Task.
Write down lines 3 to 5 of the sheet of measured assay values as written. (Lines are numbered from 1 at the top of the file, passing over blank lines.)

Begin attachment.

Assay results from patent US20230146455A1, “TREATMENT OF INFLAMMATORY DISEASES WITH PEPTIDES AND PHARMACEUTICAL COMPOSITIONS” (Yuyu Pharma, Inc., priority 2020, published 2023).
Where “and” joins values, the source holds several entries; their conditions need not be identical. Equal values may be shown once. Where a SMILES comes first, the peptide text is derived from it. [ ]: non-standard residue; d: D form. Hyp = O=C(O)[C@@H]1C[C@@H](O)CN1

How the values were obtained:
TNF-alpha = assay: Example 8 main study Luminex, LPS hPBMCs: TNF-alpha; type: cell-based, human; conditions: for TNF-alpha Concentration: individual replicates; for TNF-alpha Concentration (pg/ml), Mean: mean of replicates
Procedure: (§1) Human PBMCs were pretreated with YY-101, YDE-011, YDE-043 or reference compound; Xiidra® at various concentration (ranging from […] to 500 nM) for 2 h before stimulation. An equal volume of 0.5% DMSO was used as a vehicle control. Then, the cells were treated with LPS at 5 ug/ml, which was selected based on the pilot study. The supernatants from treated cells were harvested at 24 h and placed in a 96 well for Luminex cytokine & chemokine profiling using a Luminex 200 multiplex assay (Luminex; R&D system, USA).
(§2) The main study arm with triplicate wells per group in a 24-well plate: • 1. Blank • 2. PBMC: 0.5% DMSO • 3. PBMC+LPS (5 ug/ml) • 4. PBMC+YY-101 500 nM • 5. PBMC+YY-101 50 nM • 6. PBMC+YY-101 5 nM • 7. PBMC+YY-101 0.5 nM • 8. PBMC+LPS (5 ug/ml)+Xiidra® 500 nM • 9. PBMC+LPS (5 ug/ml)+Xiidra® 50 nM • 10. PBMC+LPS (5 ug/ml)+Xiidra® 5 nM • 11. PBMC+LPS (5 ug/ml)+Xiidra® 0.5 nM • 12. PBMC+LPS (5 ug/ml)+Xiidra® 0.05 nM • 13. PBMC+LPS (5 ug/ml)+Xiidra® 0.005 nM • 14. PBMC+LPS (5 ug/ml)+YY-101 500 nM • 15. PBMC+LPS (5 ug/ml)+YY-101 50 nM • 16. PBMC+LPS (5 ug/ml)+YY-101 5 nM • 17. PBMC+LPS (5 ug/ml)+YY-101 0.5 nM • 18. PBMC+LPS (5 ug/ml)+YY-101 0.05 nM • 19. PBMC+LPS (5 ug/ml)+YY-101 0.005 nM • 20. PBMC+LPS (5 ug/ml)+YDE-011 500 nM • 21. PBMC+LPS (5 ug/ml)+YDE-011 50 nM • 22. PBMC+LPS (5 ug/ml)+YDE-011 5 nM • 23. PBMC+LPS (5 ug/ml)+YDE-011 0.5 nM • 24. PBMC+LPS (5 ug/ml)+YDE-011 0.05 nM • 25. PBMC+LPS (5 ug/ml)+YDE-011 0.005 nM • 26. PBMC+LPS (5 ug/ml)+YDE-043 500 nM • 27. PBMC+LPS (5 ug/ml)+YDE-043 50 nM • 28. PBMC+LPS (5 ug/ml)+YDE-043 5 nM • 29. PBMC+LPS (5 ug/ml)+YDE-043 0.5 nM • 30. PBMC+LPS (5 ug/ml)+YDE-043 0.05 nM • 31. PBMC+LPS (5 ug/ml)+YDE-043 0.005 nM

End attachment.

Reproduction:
How the values were obtained:
TNF-alpha = assay: Example 8 main study Luminex, LPS hPBMCs: TNF-alpha; type: cell-based, human; conditions: for TNF-alpha Concentration: individual replicates; for TNF-alpha Concentration (pg/ml), Mean: mean of replicates
Procedure: (§1) Human PBMCs were pretreated with YY-101, YDE-011, YDE-043 or reference compound; Xiidra® at various concentration (ranging from […] to 500 nM) for 2 h before stimulation. An equal volume of 0.5% DMSO was used as a vehicle control. Then, the cells were treated with LPS at 5 ug/ml, which was selected based on the pilot study. The supernatants from treated cells were harvested at 24 h and placed in a 96 well for Luminex cytokine & chemokine profiling using a Luminex 200 multiplex assay (Luminex; R&D system, USA).